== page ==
An analysis article in Iran’s Fars News Agency suggests that Tehran may be open to French President Emmanuel Macron’s proposal to “supplement” the Iran nuclear deal if such negotiations are to start near the year 2025. But it stressed that Tehran will under no circumstances hold talks about the country’s missile program. “At present, the French proposal seeks to address two issues: the sunset provision about Iran’s nuclear activities after 2025 and the country’s missile program. But other issues such as Iran’s actions in the region may also be added,” wrote the outlet, which is affiliated with the Islamic Revolution Guards Corps (I.R.G.C.).  Such negotiations should take place perhaps in 2023 or sometime close to that, it added.

The article also referred to an interview in Aftab Yazd daily with Faridoon Majlesi, a former Iranian diplomat, on Macron’s proposal. Majlesi said that the French proposal may not necessarily be a bad deal for Iran as in 10 years Trump will not be U.S. president and Iran will be a much stronger nation. “The French president’s remarks stem from American pressure and it is not intended to threaten Iran. France has assigned negotiations over J.C.P.O.A. [Joint Comprehensive Plan of Action] to the distant future. Then, there will be no Mr. Trump or his threats. Nor will there be any sign of extremist American position on the J.C.P.O.A.”

The article, however, ruled out any compromise on Iran’s missile program. “With regard to the missile issue that Mr. Macron specifically emphasized on, it should be stated that negotiation on this issue will seriously run counter to Iran’s clear position that the country’s defense capabilities are not negotiable. It should be made clear to the French side that Iran’s missile power is not open to negotiation now or after 2025.”

Comment: While the three European signatories of the Iran nuclear deal – France, Germany and Britain – share Washington’s concern about Iran’s ballistic missile activities and destabilizing role in the Middle East, they do not support the Trump administration’s potential plan to scrap the nuclear accord. They believe that Iran has complied with the agreement and that the accord has achieved its objective of preventing Iran from marching toward a nuclear bomb.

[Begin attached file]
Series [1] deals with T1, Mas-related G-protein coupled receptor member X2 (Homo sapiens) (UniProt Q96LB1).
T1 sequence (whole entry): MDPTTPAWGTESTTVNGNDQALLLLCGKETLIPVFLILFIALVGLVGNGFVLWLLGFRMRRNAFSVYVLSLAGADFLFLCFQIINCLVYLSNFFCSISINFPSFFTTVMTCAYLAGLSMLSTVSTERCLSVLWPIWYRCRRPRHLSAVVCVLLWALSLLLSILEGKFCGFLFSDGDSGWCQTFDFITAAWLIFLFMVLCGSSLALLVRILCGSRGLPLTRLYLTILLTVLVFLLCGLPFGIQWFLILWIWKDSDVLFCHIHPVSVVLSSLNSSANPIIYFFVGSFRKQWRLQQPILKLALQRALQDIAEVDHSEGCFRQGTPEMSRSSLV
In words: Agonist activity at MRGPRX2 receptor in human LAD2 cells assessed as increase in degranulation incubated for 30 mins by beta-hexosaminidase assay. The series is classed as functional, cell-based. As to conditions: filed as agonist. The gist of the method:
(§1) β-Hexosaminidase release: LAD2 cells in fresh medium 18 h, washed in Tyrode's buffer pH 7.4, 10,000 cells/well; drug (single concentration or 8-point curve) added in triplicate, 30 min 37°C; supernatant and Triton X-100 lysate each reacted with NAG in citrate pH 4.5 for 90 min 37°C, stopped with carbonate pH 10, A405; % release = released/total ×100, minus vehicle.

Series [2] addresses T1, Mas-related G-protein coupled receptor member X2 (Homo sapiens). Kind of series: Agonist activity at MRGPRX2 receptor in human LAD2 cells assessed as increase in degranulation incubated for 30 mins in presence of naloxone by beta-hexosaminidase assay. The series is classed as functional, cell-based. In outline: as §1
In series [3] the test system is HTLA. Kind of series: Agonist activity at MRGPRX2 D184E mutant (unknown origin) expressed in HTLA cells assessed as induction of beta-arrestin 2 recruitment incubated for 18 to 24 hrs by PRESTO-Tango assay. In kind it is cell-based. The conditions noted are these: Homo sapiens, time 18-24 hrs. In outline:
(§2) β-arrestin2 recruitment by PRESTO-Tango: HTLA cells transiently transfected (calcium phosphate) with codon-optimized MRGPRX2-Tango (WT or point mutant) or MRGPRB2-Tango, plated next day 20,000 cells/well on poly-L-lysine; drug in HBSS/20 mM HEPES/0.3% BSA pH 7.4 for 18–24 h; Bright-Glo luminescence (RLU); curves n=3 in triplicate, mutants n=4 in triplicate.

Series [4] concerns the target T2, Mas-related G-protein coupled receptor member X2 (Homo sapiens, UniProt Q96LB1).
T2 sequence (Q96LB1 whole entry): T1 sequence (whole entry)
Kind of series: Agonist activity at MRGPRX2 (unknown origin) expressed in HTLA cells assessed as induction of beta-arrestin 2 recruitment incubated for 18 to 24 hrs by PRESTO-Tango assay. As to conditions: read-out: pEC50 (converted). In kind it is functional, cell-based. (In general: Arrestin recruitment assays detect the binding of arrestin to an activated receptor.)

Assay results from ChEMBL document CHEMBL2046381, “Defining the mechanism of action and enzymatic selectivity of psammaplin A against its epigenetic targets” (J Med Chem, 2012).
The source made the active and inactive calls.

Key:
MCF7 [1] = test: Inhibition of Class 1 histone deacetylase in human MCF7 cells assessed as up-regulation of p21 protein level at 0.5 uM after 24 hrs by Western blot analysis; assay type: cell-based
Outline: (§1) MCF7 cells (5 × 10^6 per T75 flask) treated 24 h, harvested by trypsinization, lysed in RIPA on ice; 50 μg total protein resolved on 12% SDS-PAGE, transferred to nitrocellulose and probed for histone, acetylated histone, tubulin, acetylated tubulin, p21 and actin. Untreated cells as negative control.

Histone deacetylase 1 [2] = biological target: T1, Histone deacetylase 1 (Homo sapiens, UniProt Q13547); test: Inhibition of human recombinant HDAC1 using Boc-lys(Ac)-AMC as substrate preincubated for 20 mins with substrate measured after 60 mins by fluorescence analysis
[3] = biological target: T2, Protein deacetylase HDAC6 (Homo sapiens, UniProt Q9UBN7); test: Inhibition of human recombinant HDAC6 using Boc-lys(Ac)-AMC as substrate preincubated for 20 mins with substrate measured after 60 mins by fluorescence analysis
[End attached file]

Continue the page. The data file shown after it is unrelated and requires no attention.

Fearing that Trump may walk away from the deal, however, France has recently suggested that the nuclear agreement can be “supplemented” to address Iran’s missile program and the “sunset clause” in the J.C.P.O.A. that allows Iran to resume nuclear enrichment after 2025.

Iranian leaders have publicly rejected Macron’s proposal.  “Under no circumstances, the Islamic Republic of Iran will hold talks over the J.C.P.O.A.,” said Ali Akbar Velayati, a top aide to Supreme Leader Ali Khamenei, on September 19.  “This negotiation has taken place once and Iran held talks with the 5+1 countries for a long time and reached an agreement. No doubts from any countries regarding this accord is acceptable and we will not accept any such proposals,” Velayati, a former Iranian foreign minister, added in a reference to Macron’s suggestion.

The chairman of Iranian Parliament's Committee on National Security and Foreign Policy, Alaeddin Boroujerdi, echoed a similar view. “No negotiations to change the J.C.P.O.A. will take place and America is obligated to implement this international document as one of its signatories,” he stressed.

On September 14, Iranian Foreign Minister Javad Zarif also dismissed the possibility of renegotiating the nuclear deal. “The #JCPOA is not (re)negotiable. A "better" deal is pure fantasy. About time for U.S. to stop spinning and begin complying, just like Iran,” he tweeted.

Despite Tehran’s firm position, the article in Fars indicates that the Islamic Republic may be open to negotiations on parts of the nuclear deal. But it is not clear why Iranian analysts believe that the United States or European powers would want to start such negotiations after five years and not now.